Super 8s ‘Croke Park round’ to be reviewed
Fixture may be recategorised to avoid Dublin having two ‘home’ matches
Attendances for Dublin matches at Croke Park have dipped in this year’s championship. Photograph: Ryan Byrne/Inpho
The controversial “Croke Park round” may be part of this year’s review process at the end of the football championship. In the All-Ireland quarter-final format, one of the three rounds of matches – those pairing the provincial champions and those pairing the two qualifier teams – takes place in the stadium.
This has allowed Dublin play two matches there, a situation that prompted concerns and a motion to this year’s congress, last February, calling on the GAA to prohibit any team from playing its designated home match in the quarter-finals at Croke Park.
Under the experimental provision now in its second year, Croke Park rather than “neutral venue” is specified in the rule book although obviously for all counties except Dublin, it is neutral.
Last year, the review of the trial format recommended tweaking the schedule of matches so that the provincial champions had their home fixture on the first weekend, instead of the Croke Park round. The idea behind the alteration was that counties would receive some advantage from winning their provincial title.
It is believed that this year’s review, which will take place after the championship, will look at the idea of re-categorising the round as a “neutral” one, allowing Dublin’s match to be fixed for other venues.
Such a move would not necessarily impact on other counties and, for example, Sunday’s double bill of Mayo-Meath and Donegal-Kerry could still go ahead in Croke Park as the most convenient location and the fact that it drew a crowd of nearly 50,000 would also justify the choice.
Aside from the arguments over the fairness of Dublin having two matches in the stadium where they play all of their home league fixtures, there is the question of declining attendances at the champions’ fixtures, a trend that is almost certainly attributable to fatigue with their consistent success this decade.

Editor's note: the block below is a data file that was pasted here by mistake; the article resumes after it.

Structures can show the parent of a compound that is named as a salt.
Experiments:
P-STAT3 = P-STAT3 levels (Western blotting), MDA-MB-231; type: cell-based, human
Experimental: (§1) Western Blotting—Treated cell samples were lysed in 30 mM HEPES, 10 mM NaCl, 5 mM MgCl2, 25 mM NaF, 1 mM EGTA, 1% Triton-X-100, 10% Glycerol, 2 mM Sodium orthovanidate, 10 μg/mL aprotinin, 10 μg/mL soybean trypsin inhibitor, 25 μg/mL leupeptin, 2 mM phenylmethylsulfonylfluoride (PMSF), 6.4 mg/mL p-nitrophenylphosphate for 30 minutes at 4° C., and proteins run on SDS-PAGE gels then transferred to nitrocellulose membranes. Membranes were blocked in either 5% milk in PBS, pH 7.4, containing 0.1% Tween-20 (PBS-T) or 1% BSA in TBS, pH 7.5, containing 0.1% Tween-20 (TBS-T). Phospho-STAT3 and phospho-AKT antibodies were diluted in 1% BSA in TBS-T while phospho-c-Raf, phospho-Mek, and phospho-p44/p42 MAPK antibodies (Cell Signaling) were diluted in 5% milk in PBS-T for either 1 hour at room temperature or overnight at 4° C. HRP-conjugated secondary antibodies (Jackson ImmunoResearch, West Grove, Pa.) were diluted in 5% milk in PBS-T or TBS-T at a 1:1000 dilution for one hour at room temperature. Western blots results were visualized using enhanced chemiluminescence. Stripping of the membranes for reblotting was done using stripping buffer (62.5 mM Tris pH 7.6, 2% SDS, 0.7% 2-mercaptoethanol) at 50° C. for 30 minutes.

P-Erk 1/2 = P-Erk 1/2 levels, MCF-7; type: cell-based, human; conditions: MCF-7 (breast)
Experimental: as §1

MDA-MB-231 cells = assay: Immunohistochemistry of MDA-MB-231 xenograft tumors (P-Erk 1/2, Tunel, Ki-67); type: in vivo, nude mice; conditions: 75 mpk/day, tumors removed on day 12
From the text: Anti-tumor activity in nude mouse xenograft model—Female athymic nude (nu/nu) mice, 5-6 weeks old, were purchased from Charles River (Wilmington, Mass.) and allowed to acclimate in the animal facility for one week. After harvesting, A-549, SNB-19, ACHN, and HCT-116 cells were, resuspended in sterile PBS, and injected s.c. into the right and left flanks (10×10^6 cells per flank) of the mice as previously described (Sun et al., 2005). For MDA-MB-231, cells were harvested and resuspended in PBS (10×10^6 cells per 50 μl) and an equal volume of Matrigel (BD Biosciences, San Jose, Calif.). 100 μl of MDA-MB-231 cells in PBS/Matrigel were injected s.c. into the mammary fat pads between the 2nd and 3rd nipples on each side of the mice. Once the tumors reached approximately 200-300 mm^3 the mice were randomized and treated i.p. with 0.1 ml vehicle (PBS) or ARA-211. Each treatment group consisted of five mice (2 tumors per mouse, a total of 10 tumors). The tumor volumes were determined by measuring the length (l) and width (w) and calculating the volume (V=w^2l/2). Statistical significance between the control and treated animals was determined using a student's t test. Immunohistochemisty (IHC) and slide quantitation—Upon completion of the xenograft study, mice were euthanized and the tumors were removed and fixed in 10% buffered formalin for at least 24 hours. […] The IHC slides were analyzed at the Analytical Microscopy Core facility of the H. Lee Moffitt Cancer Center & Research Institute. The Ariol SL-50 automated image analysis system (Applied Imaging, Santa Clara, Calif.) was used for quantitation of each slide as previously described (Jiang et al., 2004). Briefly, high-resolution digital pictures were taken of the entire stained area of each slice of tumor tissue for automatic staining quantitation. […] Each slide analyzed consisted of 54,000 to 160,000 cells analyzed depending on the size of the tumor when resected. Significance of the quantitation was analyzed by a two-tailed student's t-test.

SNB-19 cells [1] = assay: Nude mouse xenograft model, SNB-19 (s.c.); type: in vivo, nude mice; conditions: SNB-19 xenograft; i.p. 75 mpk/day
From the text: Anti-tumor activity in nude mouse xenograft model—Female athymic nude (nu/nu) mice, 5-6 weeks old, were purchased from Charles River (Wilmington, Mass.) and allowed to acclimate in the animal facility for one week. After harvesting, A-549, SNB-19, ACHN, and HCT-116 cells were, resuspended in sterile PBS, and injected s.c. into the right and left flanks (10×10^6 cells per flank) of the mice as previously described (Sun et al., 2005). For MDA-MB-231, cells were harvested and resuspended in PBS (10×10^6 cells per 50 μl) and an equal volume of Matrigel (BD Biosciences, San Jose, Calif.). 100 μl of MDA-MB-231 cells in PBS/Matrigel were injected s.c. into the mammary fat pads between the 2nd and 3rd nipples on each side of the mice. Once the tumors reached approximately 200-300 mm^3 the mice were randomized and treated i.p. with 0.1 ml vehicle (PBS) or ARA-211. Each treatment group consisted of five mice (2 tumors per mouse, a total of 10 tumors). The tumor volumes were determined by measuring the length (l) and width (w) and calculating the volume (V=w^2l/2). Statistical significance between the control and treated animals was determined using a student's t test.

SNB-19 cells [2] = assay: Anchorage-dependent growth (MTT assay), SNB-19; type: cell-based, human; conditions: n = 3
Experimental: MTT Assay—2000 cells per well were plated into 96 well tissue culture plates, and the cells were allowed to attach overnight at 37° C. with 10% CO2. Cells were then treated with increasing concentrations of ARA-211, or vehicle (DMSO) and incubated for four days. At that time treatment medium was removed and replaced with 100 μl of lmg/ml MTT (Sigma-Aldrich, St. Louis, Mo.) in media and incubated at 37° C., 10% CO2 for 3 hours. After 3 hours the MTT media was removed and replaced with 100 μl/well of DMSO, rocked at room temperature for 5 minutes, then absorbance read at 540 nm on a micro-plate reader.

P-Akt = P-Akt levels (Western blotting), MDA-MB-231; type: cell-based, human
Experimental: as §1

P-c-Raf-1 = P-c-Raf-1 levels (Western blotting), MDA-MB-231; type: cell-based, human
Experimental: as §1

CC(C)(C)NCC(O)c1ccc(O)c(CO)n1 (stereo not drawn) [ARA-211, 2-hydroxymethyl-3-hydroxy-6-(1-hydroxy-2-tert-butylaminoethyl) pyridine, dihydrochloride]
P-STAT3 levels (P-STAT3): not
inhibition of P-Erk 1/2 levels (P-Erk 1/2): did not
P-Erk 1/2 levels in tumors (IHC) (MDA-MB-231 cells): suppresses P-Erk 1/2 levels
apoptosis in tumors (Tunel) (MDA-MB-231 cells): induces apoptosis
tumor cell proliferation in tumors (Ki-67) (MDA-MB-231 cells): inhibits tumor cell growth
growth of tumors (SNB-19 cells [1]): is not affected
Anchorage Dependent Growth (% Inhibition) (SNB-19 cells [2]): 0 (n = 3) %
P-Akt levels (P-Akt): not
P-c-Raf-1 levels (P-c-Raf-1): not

GAA officials accept that any weakening of competitiveness generally impacts on the crowds, pointing out that when Kilkenny hurlers were at their peak the association had been lucky that two of their opponents, Limerick and Waterford, had been absent from the All-Ireland final for a number of years.
Global figures for the two quarter-final rounds to date aren’t bad and are on course to emulate and probably even slightly exceed last year’s total attendance of 217,040, as with the final weekend to come on the August bank holiday, this year’s numbers are just 45,746 in arrears.
In relation to Dublin’s group, however, there has been a greater decline with 46,640 fewer attending matches than in 2018. Group 1 has had much improved turn-outs and is already nearly 1,000 ahead of last year’s total before the final two matches, Meath-Kerry and Mayo-Donegal, are played.
For the first two rounds of the quarter-finals, Dublin’s matches have been unusually out-performed at the box office by other fixtures at the same stage of the championship.
On the first weekend, the champions’ match with Cork was watched by 30,214 as opposed to Kerry’s home match with Mayo in Killarney, which drew 31,312. Again last weekend, the double bill of Dublin against Roscommon and Cork versus Tyrone, pulled a smaller crowd (36,530) than Sunday’s programme, attended by 48,723.
After nearly two years of the Super 8s, it has become clear that one of the most successful elements of the experiment has been the use of provincial grounds, which have been full to near-capacity for matches featuring serious championship challengers.
By asking Dublin to play a neutral round at a provincial venue, it is believed that there would be greater atmosphere at matches and enhanced acceptance of the structure because of the removal of a provision widely seen as unfair.
Last year’s tweak of giving provincial champions their first match at home cut across the original rationale of minimising the chances of dead rubbers at the end of the schedules by playing off provincial champions against each other on the first weekend so that stronger teams would drop points at an early stage.
The impact of the change is that Group 2 has already been decided a round early with Dublin and Tyrone already through to the semi-finals whereas last year the same counties met in round two, meaning that one of them would have to win their final fixture to progress.